I was down in Nashville this week for the sixth annual PENCON, which is (as far as I know) the only conference for editors working specifically in the CBA market. PENCON was in Grand Rapids last year, just minutes from my publishing house, so most of our editorial staff attended. This year I was the only representative from our team.
I was also on faculty, presenting two sessions on “Editing for Suspense in Fiction” and “Fiction Techniques in Nonfiction.” Since I’m a fiction writer as well as an editor, both sessions were fun and personally enriching to develop. I expected to be very nervous—the last time I presented an academic paper at the Children’s Literature Association, I felt sick the whole day—but I felt surprisingly calm during both sessions. (I did feel like a total impostor sitting on a faculty panel next to Bob Hudson, who worked at Zondervan for thirty-plus years and is a legend in the CBA world, but that’s another story.) Presenting at the conference reminded me that I do miss prepping lessons and being in the classroom, especially leading discussion, so I need to find more outlets for my dormant teacher side.
I was able to attend many excellent sessions as well, on everything from the physiology of proofreading to upcoming genre trends to foreshadowing in speculative fiction to the minutiae of publishing style (is it Jesus’ or Jesus’s?). I learned lots of new things, took lots of notes, and was given lots of fresh ways to look at editorial problems I come across on a regular basis. Spending a couple of days intentionally analyzing the nuts and bolts of editing and discussing best practices gets me excited about the work and ready to jump back in.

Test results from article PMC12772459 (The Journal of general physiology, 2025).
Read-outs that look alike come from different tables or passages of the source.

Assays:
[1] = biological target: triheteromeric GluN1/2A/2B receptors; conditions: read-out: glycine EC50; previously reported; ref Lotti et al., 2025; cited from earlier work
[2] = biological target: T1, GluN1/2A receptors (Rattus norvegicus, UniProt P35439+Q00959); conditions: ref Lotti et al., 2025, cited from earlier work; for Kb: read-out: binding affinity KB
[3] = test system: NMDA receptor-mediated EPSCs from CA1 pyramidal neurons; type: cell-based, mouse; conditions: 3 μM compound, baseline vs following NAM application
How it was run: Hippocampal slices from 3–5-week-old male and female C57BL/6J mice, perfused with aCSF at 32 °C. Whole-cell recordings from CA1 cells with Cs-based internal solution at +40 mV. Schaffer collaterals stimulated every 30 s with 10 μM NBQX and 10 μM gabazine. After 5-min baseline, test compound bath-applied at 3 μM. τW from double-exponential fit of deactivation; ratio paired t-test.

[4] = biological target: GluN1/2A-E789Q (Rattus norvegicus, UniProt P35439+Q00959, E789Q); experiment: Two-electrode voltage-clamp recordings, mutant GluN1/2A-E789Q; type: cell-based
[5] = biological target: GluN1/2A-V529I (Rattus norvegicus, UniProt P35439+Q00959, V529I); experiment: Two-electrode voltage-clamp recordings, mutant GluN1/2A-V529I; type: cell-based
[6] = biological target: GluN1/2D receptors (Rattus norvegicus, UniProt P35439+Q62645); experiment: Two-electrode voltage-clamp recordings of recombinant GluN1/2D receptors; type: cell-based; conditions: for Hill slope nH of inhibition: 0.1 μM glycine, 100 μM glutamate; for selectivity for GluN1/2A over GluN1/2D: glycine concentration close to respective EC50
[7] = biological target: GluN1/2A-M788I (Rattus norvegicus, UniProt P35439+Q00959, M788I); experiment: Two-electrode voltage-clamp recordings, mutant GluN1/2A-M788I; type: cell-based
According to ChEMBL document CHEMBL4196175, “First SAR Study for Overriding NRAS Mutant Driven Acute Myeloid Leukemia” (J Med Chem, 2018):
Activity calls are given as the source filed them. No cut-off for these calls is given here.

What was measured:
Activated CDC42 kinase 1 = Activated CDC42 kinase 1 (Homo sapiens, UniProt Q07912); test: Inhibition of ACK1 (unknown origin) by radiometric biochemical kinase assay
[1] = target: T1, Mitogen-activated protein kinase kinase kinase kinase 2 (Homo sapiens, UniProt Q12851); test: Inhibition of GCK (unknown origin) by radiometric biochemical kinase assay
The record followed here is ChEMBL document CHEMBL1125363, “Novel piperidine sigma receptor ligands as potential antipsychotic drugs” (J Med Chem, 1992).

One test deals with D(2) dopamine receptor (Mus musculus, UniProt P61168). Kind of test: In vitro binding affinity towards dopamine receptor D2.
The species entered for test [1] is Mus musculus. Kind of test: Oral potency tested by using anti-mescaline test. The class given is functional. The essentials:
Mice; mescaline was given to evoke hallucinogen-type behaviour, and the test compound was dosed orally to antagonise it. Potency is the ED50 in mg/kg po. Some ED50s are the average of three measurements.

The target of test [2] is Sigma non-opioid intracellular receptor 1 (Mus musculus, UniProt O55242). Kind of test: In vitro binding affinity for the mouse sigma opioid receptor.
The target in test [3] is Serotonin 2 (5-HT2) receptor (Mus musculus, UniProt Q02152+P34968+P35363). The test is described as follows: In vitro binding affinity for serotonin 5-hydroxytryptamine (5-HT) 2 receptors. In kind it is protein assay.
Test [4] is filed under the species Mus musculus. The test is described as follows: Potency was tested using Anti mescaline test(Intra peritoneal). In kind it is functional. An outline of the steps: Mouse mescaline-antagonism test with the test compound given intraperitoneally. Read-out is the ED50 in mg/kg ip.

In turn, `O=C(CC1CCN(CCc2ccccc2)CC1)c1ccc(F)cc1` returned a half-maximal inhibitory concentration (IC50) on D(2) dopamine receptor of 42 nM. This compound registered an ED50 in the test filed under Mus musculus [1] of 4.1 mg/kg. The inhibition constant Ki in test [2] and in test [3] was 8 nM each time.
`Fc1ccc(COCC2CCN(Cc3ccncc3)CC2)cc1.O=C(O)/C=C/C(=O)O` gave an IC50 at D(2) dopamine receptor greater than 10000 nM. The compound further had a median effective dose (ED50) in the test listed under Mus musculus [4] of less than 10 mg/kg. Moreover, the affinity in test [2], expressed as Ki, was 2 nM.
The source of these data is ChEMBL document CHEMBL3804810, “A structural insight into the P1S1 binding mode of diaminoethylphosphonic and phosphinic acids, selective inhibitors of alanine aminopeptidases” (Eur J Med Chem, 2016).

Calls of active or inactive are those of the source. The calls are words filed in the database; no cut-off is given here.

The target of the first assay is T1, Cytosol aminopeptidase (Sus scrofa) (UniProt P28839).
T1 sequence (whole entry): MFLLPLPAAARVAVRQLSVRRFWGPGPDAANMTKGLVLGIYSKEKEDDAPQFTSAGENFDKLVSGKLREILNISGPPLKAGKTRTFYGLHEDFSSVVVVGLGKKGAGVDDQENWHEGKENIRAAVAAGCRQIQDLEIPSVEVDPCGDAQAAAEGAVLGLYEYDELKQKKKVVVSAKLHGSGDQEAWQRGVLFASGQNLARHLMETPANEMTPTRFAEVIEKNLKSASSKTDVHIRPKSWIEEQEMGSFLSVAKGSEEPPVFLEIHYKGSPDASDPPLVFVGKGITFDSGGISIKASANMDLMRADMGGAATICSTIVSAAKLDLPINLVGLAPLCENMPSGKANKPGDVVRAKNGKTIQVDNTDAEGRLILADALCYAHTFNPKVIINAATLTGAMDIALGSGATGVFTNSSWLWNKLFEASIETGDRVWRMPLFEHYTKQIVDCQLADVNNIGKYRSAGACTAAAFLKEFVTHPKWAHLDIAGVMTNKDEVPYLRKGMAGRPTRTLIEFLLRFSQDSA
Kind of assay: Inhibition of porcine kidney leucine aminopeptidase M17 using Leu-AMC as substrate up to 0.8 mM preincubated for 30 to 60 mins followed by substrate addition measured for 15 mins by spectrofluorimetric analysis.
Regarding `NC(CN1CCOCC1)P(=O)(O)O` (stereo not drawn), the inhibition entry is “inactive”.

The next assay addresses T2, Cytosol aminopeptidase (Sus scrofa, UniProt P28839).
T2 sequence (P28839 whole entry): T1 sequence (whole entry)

PENCON was also a great chance to catch up with some industry friends I haven’t seen for a while, and to make new connections. Several freelancers who edit projects for my publishing house were there, and I got to put faces to names and learn more about them personally. I brought home a stack of business cards too and a long note on my phone of people to send proofreading tests to, editing resources to share with people, connections to make between people I met at the conference and others at my publishing house, and so on. Some of my favorite conversations were the random moments between sessions or in the hallway where I’d get to chatting with someone about the significance of the changing seasons in Hemingway’s A Farewell to Arms or whether Western culture is still stuck in a modernist mind-set (rather than postmodern one).
Like many (most?) editors, I’m quite introverted, so it’s also good when the conference ends, and I get to go home and get some alone time to recharge. But there is something important about getting together with my “tribe,” comparing notes, and geeking out about books. PENCON is one of those conferences I hope I get back to.